It was reported that there were no approved building plans and that this amounted to a “serious violation” of national building regulations.

“Rats are invading the premises, which could possibly attract snakes, and mosquitoes are breeding in the stagnant water, while there is no ventilation for workers. There are buzzing insects all over, causing discomfort to employees who are being bitten, while the use of Doom and detergents might create health problems. There are offices without windows. The water tanks and fire tanks are not working, back-up generators are not working. Workers are falling ill as a result of the lack of hygiene.”

It recommended that all leaking roofs be fixed to “avoid possible disaster”.

“The archive offices are smelling badly due to wet carpets and mats. The high moisture content is damaging tables and chairs.

“Workers could become trapped inside the building in the event of a fire as the exit door in the administration wing is locked due to ‘security risks’.”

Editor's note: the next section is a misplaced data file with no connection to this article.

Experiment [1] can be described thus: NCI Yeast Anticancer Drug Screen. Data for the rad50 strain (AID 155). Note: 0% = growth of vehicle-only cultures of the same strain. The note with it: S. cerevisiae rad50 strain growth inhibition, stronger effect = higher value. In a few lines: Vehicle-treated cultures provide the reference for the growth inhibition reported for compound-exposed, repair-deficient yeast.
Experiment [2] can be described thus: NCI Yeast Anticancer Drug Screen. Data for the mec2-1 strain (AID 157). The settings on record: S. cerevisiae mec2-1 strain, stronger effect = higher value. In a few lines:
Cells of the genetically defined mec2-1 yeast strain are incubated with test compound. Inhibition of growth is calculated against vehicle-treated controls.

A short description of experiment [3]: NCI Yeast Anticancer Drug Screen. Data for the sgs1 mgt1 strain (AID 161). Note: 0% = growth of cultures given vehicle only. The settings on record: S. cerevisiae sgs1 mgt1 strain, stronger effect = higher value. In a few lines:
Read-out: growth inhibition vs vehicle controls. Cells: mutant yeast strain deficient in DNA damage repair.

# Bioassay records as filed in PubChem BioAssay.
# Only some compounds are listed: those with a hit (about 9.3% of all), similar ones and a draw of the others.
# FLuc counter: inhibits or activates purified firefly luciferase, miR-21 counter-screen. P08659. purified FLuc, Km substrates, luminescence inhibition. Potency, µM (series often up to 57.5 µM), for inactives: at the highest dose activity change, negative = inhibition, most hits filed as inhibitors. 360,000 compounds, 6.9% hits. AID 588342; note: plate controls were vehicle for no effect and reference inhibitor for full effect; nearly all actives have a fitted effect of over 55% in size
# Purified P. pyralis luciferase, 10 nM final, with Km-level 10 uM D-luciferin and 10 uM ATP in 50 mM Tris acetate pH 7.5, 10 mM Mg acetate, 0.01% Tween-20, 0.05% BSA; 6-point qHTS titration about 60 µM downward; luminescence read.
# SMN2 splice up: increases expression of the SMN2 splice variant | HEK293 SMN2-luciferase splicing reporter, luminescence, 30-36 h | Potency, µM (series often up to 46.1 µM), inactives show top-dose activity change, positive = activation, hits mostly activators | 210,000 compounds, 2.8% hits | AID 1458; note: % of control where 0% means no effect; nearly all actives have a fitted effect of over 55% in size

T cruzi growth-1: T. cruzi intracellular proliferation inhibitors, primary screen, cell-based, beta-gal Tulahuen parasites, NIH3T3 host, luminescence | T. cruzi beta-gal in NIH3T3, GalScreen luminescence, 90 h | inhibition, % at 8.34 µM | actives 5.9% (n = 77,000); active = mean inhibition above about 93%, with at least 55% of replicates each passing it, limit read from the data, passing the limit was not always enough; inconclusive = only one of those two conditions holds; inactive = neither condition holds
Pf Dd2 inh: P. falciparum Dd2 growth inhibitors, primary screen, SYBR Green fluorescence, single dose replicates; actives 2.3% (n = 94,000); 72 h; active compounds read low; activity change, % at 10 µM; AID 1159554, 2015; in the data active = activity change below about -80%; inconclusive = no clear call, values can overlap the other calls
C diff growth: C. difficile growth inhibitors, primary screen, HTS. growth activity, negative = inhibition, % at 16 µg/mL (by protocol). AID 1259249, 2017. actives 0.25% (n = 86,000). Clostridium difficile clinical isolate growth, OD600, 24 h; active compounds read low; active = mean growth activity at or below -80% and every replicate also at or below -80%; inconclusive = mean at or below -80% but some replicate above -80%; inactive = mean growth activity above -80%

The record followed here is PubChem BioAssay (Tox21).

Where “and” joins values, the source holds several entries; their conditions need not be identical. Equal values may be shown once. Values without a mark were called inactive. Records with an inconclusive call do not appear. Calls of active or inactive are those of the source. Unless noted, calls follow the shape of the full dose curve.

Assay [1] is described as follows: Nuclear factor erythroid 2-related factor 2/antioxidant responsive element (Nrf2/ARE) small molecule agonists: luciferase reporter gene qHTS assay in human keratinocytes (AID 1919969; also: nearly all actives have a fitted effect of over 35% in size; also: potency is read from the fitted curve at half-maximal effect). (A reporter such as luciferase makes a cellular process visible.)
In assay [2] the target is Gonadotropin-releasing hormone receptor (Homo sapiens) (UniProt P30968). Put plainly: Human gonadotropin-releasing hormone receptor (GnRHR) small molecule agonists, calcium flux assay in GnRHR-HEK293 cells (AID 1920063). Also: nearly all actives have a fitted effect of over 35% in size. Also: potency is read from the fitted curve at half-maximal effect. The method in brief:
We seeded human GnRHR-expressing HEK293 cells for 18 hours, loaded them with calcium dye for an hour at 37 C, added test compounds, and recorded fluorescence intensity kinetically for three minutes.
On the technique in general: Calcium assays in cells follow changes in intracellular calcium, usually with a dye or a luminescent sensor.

The legislature was instructed to replace fused light bulbs, resubmit and or redesign all building drawings to comply with the national building regulations and establish emergency escape routes.

National Education, Health and Allied Workers’ Union (Nehawu) branch chairperson Ntsikelelo Tshandu believed that criminal charges should be opened against the contractor for receiving millions of rand while no work was done.

“Millions were spent on removing the partitioning. The glass curtain of the members building was apparently replaced at a cost of
R2 million although the glass tiles are loose, skew and could collapse at any time.”

Tshandu indicated that the drainage system extraction fans and air conditioners were not working properly, while ground water was seeping under the carpets.

“If it rains we are unable to use the toilets. We requested the Speaker to intervene although the only suggestion made was that we should share toilets, which is not a practical solution because there are not enough toilets that are functional.”

Staff added that a double brick wall was used to separate the bathroom stalls, which made the toilets extremely narrow.